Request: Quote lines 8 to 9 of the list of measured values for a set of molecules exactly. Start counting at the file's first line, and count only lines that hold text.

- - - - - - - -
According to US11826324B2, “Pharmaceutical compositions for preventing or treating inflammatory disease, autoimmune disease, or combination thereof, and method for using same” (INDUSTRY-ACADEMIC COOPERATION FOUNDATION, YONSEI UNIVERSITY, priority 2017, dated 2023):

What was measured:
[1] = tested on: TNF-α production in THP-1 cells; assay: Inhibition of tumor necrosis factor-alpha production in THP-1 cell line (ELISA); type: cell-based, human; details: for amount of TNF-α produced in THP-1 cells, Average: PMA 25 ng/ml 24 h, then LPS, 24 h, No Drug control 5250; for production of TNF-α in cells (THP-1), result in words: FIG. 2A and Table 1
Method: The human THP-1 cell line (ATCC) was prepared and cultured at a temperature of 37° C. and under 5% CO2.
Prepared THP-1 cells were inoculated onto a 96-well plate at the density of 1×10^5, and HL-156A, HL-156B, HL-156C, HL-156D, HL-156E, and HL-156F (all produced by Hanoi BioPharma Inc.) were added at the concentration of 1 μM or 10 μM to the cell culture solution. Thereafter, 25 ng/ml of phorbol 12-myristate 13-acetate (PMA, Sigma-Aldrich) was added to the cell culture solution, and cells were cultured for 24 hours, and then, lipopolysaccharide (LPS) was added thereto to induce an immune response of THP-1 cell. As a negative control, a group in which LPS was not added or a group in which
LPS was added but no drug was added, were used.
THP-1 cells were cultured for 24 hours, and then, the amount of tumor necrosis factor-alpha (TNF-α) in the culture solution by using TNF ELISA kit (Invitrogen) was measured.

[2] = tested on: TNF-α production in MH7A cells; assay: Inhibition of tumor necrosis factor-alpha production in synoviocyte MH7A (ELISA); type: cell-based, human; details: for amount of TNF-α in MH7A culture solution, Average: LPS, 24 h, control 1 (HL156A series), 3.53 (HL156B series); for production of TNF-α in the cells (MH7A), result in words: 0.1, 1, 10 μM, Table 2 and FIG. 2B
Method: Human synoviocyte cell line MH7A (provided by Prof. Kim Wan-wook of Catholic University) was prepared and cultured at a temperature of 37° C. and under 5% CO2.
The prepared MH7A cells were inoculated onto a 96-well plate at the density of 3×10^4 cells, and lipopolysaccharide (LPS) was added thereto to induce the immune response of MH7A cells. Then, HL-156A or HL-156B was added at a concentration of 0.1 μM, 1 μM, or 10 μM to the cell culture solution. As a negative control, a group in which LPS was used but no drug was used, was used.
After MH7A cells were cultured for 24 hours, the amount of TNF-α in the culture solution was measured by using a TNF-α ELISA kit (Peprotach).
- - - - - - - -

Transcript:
[2] = tested on: TNF-α production in MH7A cells; assay: Inhibition of tumor necrosis factor-alpha production in synoviocyte MH7A (ELISA); type: cell-based, human; details: for amount of TNF-α in MH7A culture solution, Average: LPS, 24 h, control 1 (HL156A series), 3.53 (HL156B series); for production of TNF-α in the cells (MH7A), result in words: 0.1, 1, 10 μM, Table 2 and FIG. 2B
Method: Human synoviocyte cell line MH7A (provided by Prof. Kim Wan-wook of Catholic University) was prepared and cultured at a temperature of 37° C. and under 5% CO2.